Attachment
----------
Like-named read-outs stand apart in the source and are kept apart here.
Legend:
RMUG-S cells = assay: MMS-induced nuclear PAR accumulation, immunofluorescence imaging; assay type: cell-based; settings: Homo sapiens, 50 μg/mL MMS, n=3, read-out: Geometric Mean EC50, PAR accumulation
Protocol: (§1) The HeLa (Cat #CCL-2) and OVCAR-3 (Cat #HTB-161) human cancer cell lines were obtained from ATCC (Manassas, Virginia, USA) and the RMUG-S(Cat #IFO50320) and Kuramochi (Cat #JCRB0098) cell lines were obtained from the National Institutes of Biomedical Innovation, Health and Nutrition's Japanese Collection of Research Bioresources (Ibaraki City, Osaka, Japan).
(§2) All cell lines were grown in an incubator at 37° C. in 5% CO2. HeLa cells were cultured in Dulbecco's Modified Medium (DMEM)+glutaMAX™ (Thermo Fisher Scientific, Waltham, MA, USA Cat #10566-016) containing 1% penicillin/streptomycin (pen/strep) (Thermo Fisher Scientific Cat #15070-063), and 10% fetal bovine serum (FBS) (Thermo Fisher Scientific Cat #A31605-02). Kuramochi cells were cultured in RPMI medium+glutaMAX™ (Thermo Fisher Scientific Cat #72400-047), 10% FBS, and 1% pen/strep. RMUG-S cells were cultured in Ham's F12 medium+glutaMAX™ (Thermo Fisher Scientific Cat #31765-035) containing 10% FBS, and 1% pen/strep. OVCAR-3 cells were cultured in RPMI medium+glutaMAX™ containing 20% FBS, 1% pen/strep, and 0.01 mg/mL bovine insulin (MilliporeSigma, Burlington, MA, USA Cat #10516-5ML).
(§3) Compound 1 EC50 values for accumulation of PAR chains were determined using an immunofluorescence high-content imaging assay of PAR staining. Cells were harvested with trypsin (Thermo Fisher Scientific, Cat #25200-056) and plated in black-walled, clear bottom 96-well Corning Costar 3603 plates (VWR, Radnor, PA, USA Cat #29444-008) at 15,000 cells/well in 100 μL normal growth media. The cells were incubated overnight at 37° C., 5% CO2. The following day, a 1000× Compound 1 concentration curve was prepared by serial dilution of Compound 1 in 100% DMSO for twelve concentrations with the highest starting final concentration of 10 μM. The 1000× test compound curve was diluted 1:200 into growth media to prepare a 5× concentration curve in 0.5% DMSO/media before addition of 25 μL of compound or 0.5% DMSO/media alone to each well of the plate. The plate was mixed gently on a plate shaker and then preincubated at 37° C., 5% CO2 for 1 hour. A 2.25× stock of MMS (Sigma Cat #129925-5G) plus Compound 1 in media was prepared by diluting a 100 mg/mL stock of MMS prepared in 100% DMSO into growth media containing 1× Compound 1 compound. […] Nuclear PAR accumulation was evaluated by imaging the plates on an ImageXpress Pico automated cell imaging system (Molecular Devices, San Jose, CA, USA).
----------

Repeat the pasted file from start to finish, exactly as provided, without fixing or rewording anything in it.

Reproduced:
Like-named read-outs stand apart in the source and are kept apart here.
Legend:
RMUG-S cells = assay: MMS-induced nuclear PAR accumulation, immunofluorescence imaging; assay type: cell-based; settings: Homo sapiens, 50 μg/mL MMS, n=3, read-out: Geometric Mean EC50, PAR accumulation
Protocol: (§1) The HeLa (Cat #CCL-2) and OVCAR-3 (Cat #HTB-161) human cancer cell lines were obtained from ATCC (Manassas, Virginia, USA) and the RMUG-S(Cat #IFO50320) and Kuramochi (Cat #JCRB0098) cell lines were obtained from the National Institutes of Biomedical Innovation, Health and Nutrition's Japanese Collection of Research Bioresources (Ibaraki City, Osaka, Japan).
(§2) All cell lines were grown in an incubator at 37° C. in 5% CO2. HeLa cells were cultured in Dulbecco's Modified Medium (DMEM)+glutaMAX™ (Thermo Fisher Scientific, Waltham, MA, USA Cat #10566-016) containing 1% penicillin/streptomycin (pen/strep) (Thermo Fisher Scientific Cat #15070-063), and 10% fetal bovine serum (FBS) (Thermo Fisher Scientific Cat #A31605-02). Kuramochi cells were cultured in RPMI medium+glutaMAX™ (Thermo Fisher Scientific Cat #72400-047), 10% FBS, and 1% pen/strep. RMUG-S cells were cultured in Ham's F12 medium+glutaMAX™ (Thermo Fisher Scientific Cat #31765-035) containing 10% FBS, and 1% pen/strep. OVCAR-3 cells were cultured in RPMI medium+glutaMAX™ containing 20% FBS, 1% pen/strep, and 0.01 mg/mL bovine insulin (MilliporeSigma, Burlington, MA, USA Cat #10516-5ML).
(§3) Compound 1 EC50 values for accumulation of PAR chains were determined using an immunofluorescence high-content imaging assay of PAR staining. Cells were harvested with trypsin (Thermo Fisher Scientific, Cat #25200-056) and plated in black-walled, clear bottom 96-well Corning Costar 3603 plates (VWR, Radnor, PA, USA Cat #29444-008) at 15,000 cells/well in 100 μL normal growth media. The cells were incubated overnight at 37° C., 5% CO2. The following day, a 1000× Compound 1 concentration curve was prepared by serial dilution of Compound 1 in 100% DMSO for twelve concentrations with the highest starting final concentration of 10 μM. The 1000× test compound curve was diluted 1:200 into growth media to prepare a 5× concentration curve in 0.5% DMSO/media before addition of 25 μL of compound or 0.5% DMSO/media alone to each well of the plate. The plate was mixed gently on a plate shaker and then preincubated at 37° C., 5% CO2 for 1 hour. A 2.25× stock of MMS (Sigma Cat #129925-5G) plus Compound 1 in media was prepared by diluting a 100 mg/mL stock of MMS prepared in 100% DMSO into growth media containing 1× Compound 1 compound. […] Nuclear PAR accumulation was evaluated by imaging the plates on an ImageXpress Pico automated cell imaging system (Molecular Devices, San Jose, CA, USA).